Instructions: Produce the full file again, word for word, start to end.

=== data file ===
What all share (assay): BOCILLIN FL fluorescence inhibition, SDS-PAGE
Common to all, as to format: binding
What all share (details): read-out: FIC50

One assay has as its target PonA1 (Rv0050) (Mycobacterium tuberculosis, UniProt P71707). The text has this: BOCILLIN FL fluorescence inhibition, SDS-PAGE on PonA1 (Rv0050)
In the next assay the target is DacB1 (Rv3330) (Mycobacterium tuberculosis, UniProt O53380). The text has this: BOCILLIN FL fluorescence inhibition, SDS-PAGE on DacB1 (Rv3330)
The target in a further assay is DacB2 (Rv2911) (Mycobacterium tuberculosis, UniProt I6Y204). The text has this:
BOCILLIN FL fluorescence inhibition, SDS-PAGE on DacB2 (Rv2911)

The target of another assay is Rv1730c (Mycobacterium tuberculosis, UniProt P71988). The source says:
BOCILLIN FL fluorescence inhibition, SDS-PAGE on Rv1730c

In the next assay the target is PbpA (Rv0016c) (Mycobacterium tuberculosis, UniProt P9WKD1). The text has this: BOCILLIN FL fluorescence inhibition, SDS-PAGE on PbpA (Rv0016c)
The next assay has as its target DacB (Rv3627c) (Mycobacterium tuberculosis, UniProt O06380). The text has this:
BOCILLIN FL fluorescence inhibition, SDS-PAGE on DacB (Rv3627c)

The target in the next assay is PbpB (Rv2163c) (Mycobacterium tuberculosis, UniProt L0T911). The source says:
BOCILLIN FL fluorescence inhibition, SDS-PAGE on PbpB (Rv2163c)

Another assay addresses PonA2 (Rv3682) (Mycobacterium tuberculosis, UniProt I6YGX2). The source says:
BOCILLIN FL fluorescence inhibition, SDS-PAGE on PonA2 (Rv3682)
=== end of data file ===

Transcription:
What all share (assay): BOCILLIN FL fluorescence inhibition, SDS-PAGE
Common to all, as to format: binding
What all share (details): read-out: FIC50

One assay has as its target PonA1 (Rv0050) (Mycobacterium tuberculosis, UniProt P71707). The text has this: BOCILLIN FL fluorescence inhibition, SDS-PAGE on PonA1 (Rv0050)
In the next assay the target is DacB1 (Rv3330) (Mycobacterium tuberculosis, UniProt O53380). The text has this: BOCILLIN FL fluorescence inhibition, SDS-PAGE on DacB1 (Rv3330)
The target in a further assay is DacB2 (Rv2911) (Mycobacterium tuberculosis, UniProt I6Y204). The text has this:
BOCILLIN FL fluorescence inhibition, SDS-PAGE on DacB2 (Rv2911)

The target of another assay is Rv1730c (Mycobacterium tuberculosis, UniProt P71988). The source says:
BOCILLIN FL fluorescence inhibition, SDS-PAGE on Rv1730c

In the next assay the target is PbpA (Rv0016c) (Mycobacterium tuberculosis, UniProt P9WKD1). The text has this: BOCILLIN FL fluorescence inhibition, SDS-PAGE on PbpA (Rv0016c)
The next assay has as its target DacB (Rv3627c) (Mycobacterium tuberculosis, UniProt O06380). The text has this:
BOCILLIN FL fluorescence inhibition, SDS-PAGE on DacB (Rv3627c)

The target in the next assay is PbpB (Rv2163c) (Mycobacterium tuberculosis, UniProt L0T911). The source says:
BOCILLIN FL fluorescence inhibition, SDS-PAGE on PbpB (Rv2163c)

Another assay addresses PonA2 (Rv3682) (Mycobacterium tuberculosis, UniProt I6YGX2). The source says:
BOCILLIN FL fluorescence inhibition, SDS-PAGE on PonA2 (Rv3682)